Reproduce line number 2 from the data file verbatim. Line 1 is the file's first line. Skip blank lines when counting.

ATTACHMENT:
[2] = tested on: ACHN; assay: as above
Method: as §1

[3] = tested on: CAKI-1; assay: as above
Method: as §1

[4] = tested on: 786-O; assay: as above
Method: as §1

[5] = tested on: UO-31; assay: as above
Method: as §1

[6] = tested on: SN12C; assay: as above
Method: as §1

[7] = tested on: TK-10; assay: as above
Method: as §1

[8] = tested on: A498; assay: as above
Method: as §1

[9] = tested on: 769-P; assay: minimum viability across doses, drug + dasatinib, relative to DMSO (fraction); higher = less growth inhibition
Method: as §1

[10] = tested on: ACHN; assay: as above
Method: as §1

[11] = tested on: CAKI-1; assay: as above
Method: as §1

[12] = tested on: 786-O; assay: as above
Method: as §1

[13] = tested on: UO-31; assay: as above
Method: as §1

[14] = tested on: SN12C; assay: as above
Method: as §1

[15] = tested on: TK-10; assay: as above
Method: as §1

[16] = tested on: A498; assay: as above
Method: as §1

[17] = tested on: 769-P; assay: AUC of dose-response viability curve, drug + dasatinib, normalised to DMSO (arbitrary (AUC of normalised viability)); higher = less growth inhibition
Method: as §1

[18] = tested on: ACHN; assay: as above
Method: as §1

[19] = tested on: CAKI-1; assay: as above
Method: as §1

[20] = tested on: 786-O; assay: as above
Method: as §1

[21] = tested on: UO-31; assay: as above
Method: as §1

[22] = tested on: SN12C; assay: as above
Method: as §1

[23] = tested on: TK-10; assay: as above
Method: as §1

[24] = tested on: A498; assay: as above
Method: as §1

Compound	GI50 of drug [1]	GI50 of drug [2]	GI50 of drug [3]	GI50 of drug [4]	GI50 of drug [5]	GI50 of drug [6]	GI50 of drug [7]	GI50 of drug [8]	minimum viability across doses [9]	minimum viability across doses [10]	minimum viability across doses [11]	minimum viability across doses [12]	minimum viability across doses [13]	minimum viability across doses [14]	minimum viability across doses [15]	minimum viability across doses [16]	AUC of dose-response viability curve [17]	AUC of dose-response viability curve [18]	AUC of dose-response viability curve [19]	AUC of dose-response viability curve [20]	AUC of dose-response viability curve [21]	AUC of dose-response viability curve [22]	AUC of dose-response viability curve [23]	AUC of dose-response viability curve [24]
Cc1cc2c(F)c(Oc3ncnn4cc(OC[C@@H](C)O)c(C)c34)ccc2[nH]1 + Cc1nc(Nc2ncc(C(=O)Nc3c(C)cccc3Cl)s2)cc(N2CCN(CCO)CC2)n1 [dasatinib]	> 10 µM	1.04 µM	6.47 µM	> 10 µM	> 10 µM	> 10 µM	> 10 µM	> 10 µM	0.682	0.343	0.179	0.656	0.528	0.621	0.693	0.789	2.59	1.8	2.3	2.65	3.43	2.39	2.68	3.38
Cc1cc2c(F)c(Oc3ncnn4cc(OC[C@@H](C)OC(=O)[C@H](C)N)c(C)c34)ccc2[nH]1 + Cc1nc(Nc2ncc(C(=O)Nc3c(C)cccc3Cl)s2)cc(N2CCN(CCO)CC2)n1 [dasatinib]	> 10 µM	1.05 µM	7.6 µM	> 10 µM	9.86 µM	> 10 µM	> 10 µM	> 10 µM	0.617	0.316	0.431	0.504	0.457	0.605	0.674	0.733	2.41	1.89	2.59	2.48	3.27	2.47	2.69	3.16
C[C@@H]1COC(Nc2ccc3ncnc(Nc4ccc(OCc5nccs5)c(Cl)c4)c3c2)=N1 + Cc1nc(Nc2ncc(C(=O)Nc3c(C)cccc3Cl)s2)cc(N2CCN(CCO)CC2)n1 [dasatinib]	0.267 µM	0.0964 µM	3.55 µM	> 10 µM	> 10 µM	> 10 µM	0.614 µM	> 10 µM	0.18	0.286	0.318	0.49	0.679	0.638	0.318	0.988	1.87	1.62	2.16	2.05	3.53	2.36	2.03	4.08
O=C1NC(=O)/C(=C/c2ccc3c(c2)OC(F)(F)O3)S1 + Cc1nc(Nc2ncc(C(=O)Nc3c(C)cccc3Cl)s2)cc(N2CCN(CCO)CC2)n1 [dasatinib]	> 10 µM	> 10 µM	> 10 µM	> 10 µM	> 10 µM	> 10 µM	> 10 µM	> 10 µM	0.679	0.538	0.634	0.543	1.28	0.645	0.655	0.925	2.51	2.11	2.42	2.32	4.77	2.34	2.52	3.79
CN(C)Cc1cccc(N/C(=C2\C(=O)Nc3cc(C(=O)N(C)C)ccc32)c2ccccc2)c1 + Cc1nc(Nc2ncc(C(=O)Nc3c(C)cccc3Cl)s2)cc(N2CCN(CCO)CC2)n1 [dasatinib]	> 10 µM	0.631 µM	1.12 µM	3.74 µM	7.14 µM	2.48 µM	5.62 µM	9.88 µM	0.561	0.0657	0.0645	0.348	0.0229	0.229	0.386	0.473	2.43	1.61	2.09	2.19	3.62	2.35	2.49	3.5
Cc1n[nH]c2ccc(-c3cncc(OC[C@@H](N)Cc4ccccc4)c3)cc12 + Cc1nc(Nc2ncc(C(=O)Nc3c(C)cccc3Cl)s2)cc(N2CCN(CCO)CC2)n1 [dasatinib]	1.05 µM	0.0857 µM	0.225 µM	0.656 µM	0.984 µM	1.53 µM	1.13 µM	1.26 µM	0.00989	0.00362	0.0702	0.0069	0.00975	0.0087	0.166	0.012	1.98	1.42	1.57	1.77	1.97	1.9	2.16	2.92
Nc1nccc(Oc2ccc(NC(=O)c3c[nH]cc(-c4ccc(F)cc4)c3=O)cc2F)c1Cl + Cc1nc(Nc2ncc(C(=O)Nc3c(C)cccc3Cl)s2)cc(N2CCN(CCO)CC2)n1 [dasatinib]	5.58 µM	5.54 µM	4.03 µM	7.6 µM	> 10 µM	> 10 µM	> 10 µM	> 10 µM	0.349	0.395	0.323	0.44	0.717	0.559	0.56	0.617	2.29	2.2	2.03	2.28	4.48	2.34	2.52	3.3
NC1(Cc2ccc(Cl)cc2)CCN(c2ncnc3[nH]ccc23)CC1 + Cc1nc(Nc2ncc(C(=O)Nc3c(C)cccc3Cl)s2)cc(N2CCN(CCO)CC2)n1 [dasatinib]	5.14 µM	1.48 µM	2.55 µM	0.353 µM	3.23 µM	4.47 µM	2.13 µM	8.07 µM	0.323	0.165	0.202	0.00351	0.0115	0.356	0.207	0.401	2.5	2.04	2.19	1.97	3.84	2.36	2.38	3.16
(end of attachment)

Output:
Method: as §1